Editor’s Note: After the episode on the 1997 CNNP 7581 (acquired via Yunnan Sourcing) (a good tea) we received several emails showing other options for late 1990s 7581. Some were drastically cheaper and others were more expensive. Such inconsistency in pricing indicates either faked age or drastic difference in quality/mark-up. Much of this inconsistency is associated heavily with the Zhong Cha brand.
Established in 1949, CNNP, or Zhong Cha, is one of the oldest, most classical pu’erh brands. CNNP wrappers are perhaps the most iconic, featuring the tea character surrounded by the Zhong (China) character. This logo is found on the majority of pu’erh beengs from the 1950s to the 1990s, including all of the famous pu’erh vintages from that time period. Productions in the 2000s used the same logo and similar wrapper as the original Zhong Cha wearing cakes printed in 1951, Still, the brand and the label on its own means very little in terms of a quality product. Far less than a consistent Menghai or Xiaguan product. In the opinion of many, these labels have become increasingly watered down over time but neither has fallen as far as the CNNP brand. In fact, contemporary CNNP of the last 20 years is almost renowned for its inconsistency.
Note #1: Kunming tea factory (#1 Factory) is also closely associated with CNNP. However, they are not quite one and the same. Kunming Tea Factory is one of the most notable factories that has operated under the CNNP brand.
1949-1980s, State Ran, Claim to Fame
During this period, all pu’erh factories were state owned and operated under the CNNP Zhong Cha brand. Before this in the early parts of the 20th century, pu’erh production was centered around Yiwu and the six famous tea mountains. Many of the most famous shops in Yiwu during this time period were small family run operations. However, the 1940s and 1950s ushered in a very different, new era for China. The total amount of tea businesses was significantly reduced and production was dominated by a few big factories (Kunming Tea Factory, Menghai Tea Factory, Xiaguan) all of which produced tea under the Zhong Cha label. Famous teas like the Red Mark, Blue Mark and Yellow Mark were all produced during this period.
Summed Up: Majority of pu’erh produced under Zhong Cha label. Includes Menghai, Xiaguan, etc.
During the late 1980s as China began to privatize, restrictions loosened up and the pu’erh industry began to decentralize. This shift meant a couple things. While the pu’erh scene was still big-factory dominant, smaller factories began to sprout up. These companies (including the big factories) paid CNNP to use the famous Zhong Cha, similar to how a franchise works. Meanwhile, Menghai and Xiaguan began to establish their own brands. Over this time period, the Zhong Cha label was slowly phased out of Menghai and Xiaguan productions in favor of their own individual branding. Many of these new smaller factories (as well as the Kunming Tea Factory) didn’t bother to build up their own brand opting to instead use the Zhong Cha.
Summed Up: Big factories have a decreasing amount of pu’erh produced under the Zhong Cha label. New/smaller + Kunming Tea Factory use Zhong Cha.
Quality Control?? + 2007 Bubble Burst
From the 1990s onwards, pu’erh production began to ramp up more and more to keep up with ever-increasing demand. Less tea from big, reputable factories was being made and more by new, smaller producers. While the new producers didn’t all make poor quality tea, the end-result was an extremely inconsistent product all marketed anonymously under the Zhong Cha label. Eventually, there was a market realization that the CNNP label had sold their label and brand without any form of quality control or quality assurance. Many had speculated on the Zhong Cha brand and as the quality was questioned it inevitably played a role in the pu’erh bubble burst in 2007.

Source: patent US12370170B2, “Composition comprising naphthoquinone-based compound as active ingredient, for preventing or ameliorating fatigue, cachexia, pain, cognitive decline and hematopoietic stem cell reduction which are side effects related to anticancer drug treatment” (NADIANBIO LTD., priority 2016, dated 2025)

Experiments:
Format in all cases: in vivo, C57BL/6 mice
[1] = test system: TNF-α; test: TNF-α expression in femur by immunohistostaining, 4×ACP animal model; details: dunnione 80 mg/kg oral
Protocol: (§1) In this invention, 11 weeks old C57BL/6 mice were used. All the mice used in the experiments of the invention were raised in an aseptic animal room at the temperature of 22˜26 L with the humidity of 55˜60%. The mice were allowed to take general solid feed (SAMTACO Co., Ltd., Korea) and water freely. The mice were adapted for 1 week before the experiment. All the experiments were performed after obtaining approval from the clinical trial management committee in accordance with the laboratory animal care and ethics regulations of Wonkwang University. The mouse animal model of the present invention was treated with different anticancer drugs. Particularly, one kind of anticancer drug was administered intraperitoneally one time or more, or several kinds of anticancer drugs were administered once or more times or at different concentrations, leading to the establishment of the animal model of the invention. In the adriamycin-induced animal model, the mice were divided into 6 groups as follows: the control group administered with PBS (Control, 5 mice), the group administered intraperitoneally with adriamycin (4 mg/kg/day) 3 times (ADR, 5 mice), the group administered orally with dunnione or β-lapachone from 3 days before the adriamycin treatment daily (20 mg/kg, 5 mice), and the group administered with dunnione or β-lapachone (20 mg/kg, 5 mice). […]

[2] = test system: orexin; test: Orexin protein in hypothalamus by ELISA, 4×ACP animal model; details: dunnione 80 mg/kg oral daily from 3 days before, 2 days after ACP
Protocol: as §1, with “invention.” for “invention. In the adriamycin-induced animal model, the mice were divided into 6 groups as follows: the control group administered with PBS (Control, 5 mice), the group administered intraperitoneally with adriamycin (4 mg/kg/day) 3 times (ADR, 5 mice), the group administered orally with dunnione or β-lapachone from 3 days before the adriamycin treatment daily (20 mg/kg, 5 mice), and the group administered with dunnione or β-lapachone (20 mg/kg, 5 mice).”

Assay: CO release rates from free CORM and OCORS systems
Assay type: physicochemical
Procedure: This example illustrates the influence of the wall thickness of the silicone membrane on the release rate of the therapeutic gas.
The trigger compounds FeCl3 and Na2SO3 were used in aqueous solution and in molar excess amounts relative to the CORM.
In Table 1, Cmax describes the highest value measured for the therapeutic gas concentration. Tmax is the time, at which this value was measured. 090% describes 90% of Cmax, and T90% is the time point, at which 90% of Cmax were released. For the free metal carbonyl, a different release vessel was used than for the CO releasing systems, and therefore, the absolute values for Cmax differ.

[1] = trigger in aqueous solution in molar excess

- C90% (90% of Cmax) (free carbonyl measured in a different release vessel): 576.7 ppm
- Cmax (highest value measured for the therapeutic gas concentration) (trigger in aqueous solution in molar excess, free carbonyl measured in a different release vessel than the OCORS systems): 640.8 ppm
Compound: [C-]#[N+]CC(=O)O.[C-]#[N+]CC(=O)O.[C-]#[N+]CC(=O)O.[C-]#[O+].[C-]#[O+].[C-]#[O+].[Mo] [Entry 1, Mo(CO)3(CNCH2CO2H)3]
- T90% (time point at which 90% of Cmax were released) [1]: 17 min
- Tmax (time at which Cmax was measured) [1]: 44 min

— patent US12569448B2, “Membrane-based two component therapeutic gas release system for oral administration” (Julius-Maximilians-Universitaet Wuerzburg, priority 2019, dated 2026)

During this time, Xiaguan and Menghai exercised stronger far tighter quality control on their products. Although the efficacy of the contemporary teas from these two factories have been called into question, they are still generally recognized as reliable and consistent brands. This is also despite the myriad of Menghai fakes that have littered the market.
Note #1: When the bubble burst, nearly all tea went down significantly in price but perhaps the largest impact was felt on CNNP brand tea. Another big loser in the pu’erh bubble was Six Famous Tea Mountains. The quality of their products was also called into question.
What does it mean for the consumer, the bargain hunter?
While for some the Menghai Tea Factory and brand stands for a reliable product (also debatable). CNNP stands for the opposite. Occasionally good, often mediocre and generally very inconsistent. The end result is ironic and now CNNP offers much cheaper tea, absent of the label cost of other brands. Unsurprisingly, aged CNNP from the 1990s is considerably cheaper than its Menghai or Xiaguan counterparts.
Note #1: Because of the lack of information and generally unreliability of CNNP it is usually very difficult to track back the origin of the base material for the tea. The CNNP wrapper doesn’t even mention the year!
Note #2: It is no coincidence that many western vendors have created their selection with a number of CNNP labeled “Tiepai” (pasted label) pu’erh cakes. These cakes or teas without wrappers offer some of the better bargains in pu’erh as the anonymity of their wrappers makes them hard to resell.
Common Teas to be found under Zhong Cha: 7581 Bricks, Red Mark Cakes. Similar to many of the teas under the Zhong Cha label, these recipes have a high-degree of instability and inconsistency.
Further Reading: CNNP – Life in a Teacup